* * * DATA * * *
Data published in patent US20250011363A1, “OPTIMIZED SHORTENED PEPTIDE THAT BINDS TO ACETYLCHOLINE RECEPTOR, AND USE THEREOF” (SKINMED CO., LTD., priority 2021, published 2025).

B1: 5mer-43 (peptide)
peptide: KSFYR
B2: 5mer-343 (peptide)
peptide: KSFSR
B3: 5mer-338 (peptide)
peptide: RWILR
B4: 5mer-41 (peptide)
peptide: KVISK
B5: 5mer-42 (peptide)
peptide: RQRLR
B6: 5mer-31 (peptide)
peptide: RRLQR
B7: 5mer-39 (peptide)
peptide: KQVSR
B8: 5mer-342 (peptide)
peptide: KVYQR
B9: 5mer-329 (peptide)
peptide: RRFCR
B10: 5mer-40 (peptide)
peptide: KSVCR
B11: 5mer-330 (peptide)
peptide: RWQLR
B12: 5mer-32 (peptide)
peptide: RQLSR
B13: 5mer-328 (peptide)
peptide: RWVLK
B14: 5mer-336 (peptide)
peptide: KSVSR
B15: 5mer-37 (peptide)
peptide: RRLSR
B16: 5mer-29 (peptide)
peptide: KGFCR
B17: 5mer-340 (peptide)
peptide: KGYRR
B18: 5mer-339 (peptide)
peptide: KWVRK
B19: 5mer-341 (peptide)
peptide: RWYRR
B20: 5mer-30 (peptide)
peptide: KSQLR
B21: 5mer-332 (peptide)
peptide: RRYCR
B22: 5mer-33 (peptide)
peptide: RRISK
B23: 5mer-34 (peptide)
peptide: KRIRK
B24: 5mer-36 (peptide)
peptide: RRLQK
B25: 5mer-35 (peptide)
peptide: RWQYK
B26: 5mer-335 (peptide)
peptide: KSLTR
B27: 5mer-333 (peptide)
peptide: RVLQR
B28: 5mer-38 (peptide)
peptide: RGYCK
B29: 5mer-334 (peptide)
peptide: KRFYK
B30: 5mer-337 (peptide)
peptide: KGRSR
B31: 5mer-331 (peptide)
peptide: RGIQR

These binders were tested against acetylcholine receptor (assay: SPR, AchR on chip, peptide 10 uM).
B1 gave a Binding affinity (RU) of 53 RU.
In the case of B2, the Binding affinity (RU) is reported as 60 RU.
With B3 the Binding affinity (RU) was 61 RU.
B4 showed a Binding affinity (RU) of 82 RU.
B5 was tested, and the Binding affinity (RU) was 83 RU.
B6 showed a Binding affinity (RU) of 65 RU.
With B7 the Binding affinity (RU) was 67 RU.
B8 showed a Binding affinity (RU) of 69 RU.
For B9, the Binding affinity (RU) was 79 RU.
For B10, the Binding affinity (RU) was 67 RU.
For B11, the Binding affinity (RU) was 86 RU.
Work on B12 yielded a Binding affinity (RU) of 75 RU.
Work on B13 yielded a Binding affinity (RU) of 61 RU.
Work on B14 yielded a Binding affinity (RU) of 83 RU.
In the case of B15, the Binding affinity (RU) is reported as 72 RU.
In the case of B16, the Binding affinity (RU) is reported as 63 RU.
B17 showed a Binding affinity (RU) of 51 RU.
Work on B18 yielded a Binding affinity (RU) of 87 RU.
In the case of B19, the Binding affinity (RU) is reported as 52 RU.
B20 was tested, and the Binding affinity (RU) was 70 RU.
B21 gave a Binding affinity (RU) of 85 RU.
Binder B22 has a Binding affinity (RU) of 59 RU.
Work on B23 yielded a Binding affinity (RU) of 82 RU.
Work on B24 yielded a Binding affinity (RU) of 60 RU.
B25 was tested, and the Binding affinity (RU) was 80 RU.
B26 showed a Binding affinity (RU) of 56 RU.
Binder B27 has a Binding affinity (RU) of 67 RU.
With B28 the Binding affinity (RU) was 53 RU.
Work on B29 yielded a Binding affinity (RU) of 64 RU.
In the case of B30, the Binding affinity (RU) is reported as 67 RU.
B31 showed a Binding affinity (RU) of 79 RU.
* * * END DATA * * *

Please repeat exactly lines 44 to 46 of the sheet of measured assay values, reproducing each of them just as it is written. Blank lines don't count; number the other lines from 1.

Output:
B22: 5mer-33 (peptide)
peptide: RRISK
B23: 5mer-34 (peptide)